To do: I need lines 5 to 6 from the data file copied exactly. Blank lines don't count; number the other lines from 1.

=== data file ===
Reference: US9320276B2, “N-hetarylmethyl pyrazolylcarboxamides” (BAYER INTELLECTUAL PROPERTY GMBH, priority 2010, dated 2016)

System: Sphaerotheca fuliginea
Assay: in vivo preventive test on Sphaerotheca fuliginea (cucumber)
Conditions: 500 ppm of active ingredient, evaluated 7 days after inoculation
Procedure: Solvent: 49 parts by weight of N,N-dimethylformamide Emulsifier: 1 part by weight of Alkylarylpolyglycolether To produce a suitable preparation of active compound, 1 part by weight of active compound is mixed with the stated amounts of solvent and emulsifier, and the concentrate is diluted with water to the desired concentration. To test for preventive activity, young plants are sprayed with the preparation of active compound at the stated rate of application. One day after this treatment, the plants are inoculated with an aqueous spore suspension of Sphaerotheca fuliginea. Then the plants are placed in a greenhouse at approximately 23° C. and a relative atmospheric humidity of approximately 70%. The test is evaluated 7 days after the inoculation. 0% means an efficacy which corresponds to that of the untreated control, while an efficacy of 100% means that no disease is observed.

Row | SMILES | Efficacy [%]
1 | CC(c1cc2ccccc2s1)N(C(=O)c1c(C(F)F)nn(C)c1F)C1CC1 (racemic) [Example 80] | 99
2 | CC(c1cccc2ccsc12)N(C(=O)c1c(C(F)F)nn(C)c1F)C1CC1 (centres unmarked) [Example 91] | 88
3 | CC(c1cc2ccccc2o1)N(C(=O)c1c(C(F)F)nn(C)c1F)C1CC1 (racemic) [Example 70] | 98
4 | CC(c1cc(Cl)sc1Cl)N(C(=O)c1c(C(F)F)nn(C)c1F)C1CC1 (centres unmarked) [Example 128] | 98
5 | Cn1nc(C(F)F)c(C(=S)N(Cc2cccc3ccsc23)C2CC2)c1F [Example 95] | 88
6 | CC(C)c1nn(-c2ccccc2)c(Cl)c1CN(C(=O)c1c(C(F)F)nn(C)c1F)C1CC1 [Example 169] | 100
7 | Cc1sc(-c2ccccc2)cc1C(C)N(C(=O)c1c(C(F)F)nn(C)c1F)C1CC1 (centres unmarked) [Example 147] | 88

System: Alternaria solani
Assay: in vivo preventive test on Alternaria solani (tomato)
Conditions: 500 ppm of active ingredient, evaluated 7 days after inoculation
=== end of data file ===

Procedure: Solvent: 49 parts by weight of N,N-dimethylformamide Emulsifier: 1 part by weight of Alkylarylpolyglycolether To produce a suitable preparation of active compound, 1 part by weight of active compound is mixed with the stated amounts of solvent and emulsifier, and the concentrate is diluted with water to the desired concentration. To test for preventive activity, young plants are sprayed with the preparation of active compound at the stated rate of application. One day after this treatment, the plants are inoculated with an aqueous spore suspension of Sphaerotheca fuliginea. Then the plants are placed in a greenhouse at approximately 23° C. and a relative atmospheric humidity of approximately 70%. The test is evaluated 7 days after the inoculation. 0% means an efficacy which corresponds to that of the untreated control, while an efficacy of 100% means that no disease is observed.

Row | SMILES | Efficacy [%]